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The Bishops’ Council of the Russian Orthodox Church May Recognize Patriarch Bartholomew of Constantinople as a Schismatic, Says Expert

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Moscow Council of the Russian Orthodox Church May Recognize Patriarch Bartholomew as a Schismatic

The Bishops’ Council of the Russian Orthodox Church (ROC) is considering recognizing Patriarch Bartholomew of Constantinople as a schismatic, according to Alexei Makarkin, deputy head of the Center for Political Technologies. However, the likelihood of recognizing him as a heretic is very small.

Approval of Document on Distortion of Orthodox Teaching

The Bishops’ Conference of the Russian Orthodox Church (ROC) has approved a document that addresses the distortion of Orthodox teaching about the Church in the Patriarchate of Constantinople. The document declares the claims of the Patriarchate of Constantinople to primacy of power among the local Orthodox Churches as illegal.

Council of Bishops and the Assessment of Patriarch Bartholomew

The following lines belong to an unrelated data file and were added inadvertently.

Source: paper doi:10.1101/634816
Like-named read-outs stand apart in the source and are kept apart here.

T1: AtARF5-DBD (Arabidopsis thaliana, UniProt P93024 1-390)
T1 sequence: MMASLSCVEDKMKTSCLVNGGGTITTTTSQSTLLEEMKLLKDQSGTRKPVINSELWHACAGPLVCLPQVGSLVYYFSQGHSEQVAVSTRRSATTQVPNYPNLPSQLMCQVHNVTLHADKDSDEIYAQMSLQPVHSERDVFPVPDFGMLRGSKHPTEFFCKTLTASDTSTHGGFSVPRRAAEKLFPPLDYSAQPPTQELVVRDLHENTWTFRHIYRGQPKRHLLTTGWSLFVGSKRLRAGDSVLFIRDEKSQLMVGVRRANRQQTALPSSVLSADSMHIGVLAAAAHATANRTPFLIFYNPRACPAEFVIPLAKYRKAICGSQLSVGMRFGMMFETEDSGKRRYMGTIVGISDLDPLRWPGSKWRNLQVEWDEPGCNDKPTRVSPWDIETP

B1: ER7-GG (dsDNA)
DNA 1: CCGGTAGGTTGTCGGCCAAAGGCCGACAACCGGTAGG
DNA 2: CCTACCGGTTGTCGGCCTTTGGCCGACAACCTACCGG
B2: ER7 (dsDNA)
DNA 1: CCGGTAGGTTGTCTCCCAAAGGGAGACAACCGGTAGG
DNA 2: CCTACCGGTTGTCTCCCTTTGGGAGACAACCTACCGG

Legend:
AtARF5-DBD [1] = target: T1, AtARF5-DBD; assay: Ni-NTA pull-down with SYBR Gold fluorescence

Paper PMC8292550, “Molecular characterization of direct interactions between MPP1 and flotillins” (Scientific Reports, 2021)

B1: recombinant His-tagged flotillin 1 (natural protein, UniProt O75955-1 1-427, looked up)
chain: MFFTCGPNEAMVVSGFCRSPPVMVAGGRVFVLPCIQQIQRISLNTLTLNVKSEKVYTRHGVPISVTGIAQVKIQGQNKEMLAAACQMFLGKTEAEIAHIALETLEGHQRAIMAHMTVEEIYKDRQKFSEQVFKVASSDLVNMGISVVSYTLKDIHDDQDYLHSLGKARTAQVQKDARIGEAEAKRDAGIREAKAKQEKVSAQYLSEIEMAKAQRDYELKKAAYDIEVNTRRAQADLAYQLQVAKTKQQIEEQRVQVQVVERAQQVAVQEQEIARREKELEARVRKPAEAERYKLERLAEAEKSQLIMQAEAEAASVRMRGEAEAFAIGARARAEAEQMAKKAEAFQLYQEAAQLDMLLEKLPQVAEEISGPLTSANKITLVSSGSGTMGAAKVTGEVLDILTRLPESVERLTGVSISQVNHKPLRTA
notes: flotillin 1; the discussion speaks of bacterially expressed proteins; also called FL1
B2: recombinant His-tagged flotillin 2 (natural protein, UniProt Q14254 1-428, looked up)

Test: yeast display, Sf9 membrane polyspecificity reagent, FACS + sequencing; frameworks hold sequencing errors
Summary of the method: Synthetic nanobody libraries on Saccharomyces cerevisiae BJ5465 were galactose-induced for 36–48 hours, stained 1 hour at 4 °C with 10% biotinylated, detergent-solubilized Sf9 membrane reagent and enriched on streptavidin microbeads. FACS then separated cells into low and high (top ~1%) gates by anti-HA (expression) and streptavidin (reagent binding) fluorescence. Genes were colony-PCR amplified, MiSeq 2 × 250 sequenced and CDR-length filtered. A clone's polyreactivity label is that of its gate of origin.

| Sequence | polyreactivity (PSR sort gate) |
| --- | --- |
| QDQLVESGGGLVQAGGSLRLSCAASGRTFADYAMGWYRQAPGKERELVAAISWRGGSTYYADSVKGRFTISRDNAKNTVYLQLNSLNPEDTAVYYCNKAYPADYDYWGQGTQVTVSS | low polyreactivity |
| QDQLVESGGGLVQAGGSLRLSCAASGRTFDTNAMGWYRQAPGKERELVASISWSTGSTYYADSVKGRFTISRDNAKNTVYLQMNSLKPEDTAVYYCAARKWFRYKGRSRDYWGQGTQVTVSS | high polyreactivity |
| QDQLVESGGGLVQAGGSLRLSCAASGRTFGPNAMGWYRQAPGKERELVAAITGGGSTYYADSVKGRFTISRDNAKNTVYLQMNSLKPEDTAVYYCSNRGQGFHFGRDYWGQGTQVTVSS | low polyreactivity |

According to Makarkin, it is highly probable that during a session of the Council of Bishops, a decision will be made to declare Patriarch Bartholomew a schismatic for violating canonical norms. However, Makarkin believes that using the term “heretic” is too strong and binding.

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Challenges in Convening the Bishops’ Council

Makarkin also highlights the difficulties in convening the Bishops’ Council of the Russian Orthodox Church, including the challenge of gathering a quorum with the participation of Ukrainian bishops.

The Implications of Recognizing Patriarch Bartholomew as a Heretic

Makarkin explains that recognizing Patriarch Bartholomew as a heretic would mean that any church serving with him would be considered outside ecclesiastical communion and unacceptable to the Church. However, no other local Orthodox Church has broken communion with Constantinople, and if the Russian Orthodox Church recognizes Constantinople as a heretic, it would not be recognized as a unified decision by all Orthodox Churches.

Harshness of the Synodal Biblical and Theological Commission’s Conclusion

Makarkin points out that the conclusion of the Synodal Biblical and Theological Commission, while condemning Constantinople’s claim to primacy of power, does not directly accuse Patriarch Bartholomew of heresy or use strong language in reference to church abuses.

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